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“Operation Choke Point” and High Risk Businesses

There has been news in recent months of the U.S. Department of Justice undertaking an initiative called “Operation Choke Point,” which was created to suffocate undesirable, although legal, businesses. Haven’t heard of Operation Choke Point? The Washington Post has also expressed surprise that major news outlets have ignored this story for more than a year.

The DOJ created a long list of industries that it considers to be a “reputation risk” and has been working with bank regulators to get banks and third party payment processors to refuse banking services to companies and industries that they consider to pose a “reputation risk.” By choking off the flow of money, the government is suffocating designated companies and industries. Here is the FDIC’s list of 30 high-risk merchant categories that are currently being pursued by the DOJ:

Ammunition Sales

Cable Box De-scramblers

Coin Dealers

Credit Card Schemes

Credit Repair Services

Dating Services

Debt Consolidation Scams

Drug Paraphernalia

Escort Services

Firearms Sales

Fireworks Sales

Get Rich Products

Government Grants

Home-Based Charities

Life-Time Guarantees

Life-Time Memberships

Lottery Sales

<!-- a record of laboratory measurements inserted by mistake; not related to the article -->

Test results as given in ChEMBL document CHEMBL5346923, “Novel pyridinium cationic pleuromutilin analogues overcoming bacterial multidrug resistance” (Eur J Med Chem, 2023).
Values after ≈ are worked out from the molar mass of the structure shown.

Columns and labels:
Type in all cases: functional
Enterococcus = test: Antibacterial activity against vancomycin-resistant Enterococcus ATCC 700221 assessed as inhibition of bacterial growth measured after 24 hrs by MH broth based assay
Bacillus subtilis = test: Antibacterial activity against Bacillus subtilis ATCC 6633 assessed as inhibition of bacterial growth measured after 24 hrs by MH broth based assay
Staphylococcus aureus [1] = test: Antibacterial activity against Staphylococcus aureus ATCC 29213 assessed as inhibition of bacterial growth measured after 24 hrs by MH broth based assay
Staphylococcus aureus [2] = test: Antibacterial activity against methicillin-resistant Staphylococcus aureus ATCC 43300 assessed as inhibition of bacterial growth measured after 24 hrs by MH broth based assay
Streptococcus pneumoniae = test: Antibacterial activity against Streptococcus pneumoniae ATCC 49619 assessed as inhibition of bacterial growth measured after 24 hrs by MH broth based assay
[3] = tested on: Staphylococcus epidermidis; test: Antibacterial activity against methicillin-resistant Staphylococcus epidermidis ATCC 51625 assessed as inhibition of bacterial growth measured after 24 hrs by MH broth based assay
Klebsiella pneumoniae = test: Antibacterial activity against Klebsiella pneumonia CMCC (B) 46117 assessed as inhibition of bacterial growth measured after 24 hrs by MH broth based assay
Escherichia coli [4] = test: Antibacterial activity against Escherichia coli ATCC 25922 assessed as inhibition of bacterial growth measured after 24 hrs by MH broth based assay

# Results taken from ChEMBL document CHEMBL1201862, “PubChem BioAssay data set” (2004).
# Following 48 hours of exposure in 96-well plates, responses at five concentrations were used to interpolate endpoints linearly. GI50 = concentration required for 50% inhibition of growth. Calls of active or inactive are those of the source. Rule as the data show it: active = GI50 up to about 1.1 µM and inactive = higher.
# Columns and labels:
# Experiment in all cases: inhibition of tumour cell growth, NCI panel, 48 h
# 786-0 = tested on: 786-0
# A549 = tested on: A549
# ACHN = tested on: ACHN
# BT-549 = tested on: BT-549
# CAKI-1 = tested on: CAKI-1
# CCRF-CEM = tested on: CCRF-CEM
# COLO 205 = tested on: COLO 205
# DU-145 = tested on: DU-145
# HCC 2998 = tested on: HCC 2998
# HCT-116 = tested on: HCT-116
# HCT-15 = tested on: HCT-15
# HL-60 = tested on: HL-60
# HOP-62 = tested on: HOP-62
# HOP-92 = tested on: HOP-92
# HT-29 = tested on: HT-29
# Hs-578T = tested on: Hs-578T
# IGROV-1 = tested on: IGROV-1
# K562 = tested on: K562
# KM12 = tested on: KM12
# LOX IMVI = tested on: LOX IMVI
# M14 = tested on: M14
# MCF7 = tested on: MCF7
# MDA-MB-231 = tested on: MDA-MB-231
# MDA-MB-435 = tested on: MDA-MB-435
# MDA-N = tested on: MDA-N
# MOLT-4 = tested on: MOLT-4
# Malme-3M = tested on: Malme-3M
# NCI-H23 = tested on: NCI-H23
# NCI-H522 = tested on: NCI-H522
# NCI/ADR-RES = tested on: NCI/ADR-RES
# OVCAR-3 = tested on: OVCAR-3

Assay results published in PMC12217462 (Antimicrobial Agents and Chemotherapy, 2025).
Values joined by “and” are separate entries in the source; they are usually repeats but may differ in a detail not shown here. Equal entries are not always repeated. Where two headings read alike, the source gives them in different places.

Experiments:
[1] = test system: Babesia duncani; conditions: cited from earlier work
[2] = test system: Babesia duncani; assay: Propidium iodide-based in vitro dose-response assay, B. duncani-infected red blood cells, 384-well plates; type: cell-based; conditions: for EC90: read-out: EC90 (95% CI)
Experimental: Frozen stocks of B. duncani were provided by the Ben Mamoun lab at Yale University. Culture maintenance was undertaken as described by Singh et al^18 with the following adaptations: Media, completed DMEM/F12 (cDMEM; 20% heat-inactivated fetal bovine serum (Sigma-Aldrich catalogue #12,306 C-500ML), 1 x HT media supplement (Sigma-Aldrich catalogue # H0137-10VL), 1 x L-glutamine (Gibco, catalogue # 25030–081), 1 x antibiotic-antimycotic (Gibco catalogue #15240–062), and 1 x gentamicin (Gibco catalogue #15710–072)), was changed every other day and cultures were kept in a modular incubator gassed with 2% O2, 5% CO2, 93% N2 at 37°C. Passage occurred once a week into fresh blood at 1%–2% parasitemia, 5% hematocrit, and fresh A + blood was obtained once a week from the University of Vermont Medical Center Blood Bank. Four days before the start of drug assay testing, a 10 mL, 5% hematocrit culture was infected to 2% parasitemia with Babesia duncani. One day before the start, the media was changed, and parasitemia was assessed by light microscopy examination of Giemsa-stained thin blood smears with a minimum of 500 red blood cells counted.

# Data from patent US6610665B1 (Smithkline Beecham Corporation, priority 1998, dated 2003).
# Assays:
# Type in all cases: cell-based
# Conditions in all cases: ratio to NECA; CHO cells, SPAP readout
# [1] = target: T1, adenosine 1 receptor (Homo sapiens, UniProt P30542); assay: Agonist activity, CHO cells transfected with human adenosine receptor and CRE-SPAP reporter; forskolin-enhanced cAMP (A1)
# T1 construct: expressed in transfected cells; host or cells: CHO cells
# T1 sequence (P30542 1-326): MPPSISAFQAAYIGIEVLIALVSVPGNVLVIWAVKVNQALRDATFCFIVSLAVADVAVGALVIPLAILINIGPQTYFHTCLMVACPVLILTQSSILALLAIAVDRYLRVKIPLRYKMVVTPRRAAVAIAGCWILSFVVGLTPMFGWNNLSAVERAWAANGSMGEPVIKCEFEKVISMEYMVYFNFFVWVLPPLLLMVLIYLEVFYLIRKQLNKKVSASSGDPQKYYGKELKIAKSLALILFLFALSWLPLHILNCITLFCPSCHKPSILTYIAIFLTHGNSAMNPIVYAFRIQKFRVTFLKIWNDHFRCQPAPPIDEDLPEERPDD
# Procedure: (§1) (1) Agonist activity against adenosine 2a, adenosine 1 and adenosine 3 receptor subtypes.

Mailing Lists/Personal Info

Money Transfer Networks

Online Gambling

PayDay Loans

Pharmaceutical Sales

Ponzi Schemes


Pyramid-Type Sales

Racist Materials

Surveillance Equipment


Tobacco Sales

Travel Clubs                                                                           

There have already been complaints of unfair targeting. Several pornographic film actors have had their personal bank accounts closed for what the banks have called “moral” reasons, and refused financial services like loans. J.P. Morgan Chase came under fire earlier in the year when it refused to process payments for Lovability, a small condom company owned and operated by a mother-daughter duo because Chase considers the company to be a “reputation risk.” Something similar was done to freeze credit card payments and donations to support the operations of WikiLeaks.

By the standard definition, a high-risk business is one that either operates within a high-risk industry or a risk of financial failure exists. A high-risk industry is one that has safety and health concerns, while the second condition addresses a company’s continued profitability. Risk factors include a high level of charge backs, refunds and returns, and credit card fraud.

Do you think this operation holds much water, or that this is a calculated move, as expressed by House Financial Services Committee Chairman Jeb Hensarling, to attack legal businesses? Are you the owner and/or CEO of a high-risk business, and if so, has this operation affected your company?


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